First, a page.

#sadsidewalksigns, Part 3

Progress! Because of our #sadsidewalksigns work (see Part 1 and Part 2), the Richmond Police Department realized that they do not have a policy for where they place their trailer signs. This is an important first step! From an email they sent us last week:

It appears we do not have a policy specifically directing how/where trailers will be parked. The policy will be modified accordingly. If you want to send over recommended verbiage, the policy writer would be happy to take it under consideration.

Our first priority with these signs is to keep them out of space that’s meant for humans—sidewalks, curb ramps, bus stops, and bike lanes. Furthermore, if we could get RPD put the digital trailer signs in on-street parking spaces that’d be a win, too. Not would that make our streets safer for all kinds of folks, but it could start creating a culture of always preserving space for people at the expense of space for cars.

With those two goals in mind, here’s what we sent back to the RPD today:

Below you’ll find our priorities and suggested language for a Richmond Police Department reader-board sign policy:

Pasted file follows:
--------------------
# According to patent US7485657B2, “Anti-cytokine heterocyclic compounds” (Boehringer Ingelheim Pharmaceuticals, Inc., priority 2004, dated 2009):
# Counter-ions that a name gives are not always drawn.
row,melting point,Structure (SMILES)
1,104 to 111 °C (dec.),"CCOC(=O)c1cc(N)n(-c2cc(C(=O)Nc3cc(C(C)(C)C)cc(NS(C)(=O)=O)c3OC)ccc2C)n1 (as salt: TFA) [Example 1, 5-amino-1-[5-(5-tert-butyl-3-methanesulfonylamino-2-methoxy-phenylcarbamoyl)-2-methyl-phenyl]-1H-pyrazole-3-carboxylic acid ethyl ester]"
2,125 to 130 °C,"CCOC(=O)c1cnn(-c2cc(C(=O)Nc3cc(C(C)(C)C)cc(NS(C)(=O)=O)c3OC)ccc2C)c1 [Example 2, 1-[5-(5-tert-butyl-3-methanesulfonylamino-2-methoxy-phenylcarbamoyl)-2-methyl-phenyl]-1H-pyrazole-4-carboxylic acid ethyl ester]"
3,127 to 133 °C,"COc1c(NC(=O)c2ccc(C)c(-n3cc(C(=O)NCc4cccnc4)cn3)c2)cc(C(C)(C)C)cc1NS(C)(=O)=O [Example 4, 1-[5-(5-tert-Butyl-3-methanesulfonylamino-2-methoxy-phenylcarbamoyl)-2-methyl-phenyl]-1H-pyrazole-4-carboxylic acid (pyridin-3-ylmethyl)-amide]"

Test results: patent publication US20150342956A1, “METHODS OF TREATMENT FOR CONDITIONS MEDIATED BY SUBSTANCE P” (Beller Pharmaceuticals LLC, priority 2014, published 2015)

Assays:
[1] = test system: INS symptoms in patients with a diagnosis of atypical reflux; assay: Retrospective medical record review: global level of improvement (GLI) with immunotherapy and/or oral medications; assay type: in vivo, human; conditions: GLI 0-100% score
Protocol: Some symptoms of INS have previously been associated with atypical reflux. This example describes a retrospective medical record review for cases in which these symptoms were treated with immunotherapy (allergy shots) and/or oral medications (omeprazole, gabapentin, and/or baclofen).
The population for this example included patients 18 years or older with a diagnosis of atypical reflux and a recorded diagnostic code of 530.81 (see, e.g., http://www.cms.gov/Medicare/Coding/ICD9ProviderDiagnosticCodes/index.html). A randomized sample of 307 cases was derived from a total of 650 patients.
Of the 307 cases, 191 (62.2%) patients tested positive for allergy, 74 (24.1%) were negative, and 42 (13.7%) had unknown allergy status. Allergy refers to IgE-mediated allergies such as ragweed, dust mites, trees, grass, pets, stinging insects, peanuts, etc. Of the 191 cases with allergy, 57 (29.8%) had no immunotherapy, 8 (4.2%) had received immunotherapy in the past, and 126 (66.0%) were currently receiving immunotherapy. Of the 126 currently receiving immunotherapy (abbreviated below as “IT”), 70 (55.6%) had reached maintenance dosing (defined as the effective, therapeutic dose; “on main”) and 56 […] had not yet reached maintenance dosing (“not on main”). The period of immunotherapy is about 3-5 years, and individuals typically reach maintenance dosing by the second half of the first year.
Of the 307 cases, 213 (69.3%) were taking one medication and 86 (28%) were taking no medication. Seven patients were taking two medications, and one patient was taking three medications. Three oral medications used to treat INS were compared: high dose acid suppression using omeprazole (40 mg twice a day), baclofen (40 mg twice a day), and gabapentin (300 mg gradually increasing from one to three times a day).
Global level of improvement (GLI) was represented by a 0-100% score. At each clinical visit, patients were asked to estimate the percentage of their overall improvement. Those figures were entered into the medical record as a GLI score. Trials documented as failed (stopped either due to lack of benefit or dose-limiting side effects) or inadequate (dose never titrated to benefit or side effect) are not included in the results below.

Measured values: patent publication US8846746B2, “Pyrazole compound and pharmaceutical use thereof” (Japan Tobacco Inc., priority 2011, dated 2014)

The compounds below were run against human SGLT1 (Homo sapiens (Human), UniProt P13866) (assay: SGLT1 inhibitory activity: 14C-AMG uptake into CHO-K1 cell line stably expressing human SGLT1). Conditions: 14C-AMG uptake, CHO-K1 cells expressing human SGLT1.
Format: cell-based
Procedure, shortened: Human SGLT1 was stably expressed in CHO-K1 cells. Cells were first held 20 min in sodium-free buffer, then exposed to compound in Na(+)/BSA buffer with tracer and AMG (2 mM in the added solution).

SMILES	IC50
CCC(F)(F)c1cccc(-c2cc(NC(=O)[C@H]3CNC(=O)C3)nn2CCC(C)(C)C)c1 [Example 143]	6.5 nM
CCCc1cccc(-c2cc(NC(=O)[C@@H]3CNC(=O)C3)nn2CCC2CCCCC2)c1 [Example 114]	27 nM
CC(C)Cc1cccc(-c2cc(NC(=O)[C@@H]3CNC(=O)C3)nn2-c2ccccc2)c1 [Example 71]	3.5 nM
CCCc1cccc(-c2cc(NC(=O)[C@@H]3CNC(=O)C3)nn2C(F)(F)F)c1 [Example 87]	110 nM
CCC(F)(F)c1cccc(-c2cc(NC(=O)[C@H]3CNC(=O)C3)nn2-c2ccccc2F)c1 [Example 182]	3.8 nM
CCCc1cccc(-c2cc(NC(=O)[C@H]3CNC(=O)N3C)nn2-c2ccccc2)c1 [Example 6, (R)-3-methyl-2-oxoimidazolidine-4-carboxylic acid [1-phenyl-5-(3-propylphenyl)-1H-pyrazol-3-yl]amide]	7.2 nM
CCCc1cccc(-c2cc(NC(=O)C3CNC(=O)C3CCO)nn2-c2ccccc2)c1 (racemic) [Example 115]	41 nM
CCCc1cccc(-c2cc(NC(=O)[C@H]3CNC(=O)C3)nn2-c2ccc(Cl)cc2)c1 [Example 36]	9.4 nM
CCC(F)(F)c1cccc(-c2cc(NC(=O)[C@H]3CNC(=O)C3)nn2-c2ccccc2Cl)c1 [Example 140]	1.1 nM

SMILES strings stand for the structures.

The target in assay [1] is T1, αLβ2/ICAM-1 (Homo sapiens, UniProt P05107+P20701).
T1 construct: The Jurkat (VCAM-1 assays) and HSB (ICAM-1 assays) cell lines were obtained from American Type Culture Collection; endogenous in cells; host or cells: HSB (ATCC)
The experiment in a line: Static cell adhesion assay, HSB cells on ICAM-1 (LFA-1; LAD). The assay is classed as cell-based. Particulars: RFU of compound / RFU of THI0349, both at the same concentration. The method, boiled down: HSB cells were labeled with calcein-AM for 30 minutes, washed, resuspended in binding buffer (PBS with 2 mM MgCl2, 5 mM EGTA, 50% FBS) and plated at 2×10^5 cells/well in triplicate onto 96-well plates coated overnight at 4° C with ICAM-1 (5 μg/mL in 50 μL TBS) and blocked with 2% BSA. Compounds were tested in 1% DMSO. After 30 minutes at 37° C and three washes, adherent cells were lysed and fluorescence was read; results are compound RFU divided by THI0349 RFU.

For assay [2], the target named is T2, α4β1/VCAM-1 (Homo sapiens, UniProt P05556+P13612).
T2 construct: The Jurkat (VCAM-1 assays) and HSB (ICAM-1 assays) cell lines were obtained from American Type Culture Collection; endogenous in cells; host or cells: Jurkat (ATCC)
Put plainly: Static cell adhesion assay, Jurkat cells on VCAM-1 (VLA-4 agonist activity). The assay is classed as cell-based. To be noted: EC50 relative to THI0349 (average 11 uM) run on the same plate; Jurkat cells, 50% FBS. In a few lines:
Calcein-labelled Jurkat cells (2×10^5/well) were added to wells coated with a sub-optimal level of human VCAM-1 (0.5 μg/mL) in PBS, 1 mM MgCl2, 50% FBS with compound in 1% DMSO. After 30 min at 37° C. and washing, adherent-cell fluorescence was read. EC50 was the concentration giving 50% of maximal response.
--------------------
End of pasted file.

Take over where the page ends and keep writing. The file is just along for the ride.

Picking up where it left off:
• Reader-board signs and other Richmond Police Department property shall not obstruct sidewalks, pathways, bike lanes, ADA ramps, bus stops, bus lanes, or any other pedestrian, bicycle, or transit right-of-way, as that act would undermine the goals of Mayor Stoney’s Vision Zero Action Plan.
  • Alternatively, reader-board signs should, whenever possible, be placed in on-street parking spaces as not to endanger people walking, biking, or taking transit—the most vulnerable users of our street network and transportation systems.

Please let me know if you have any questions, and, again, thank you for the time you’ve dedicated to this so far.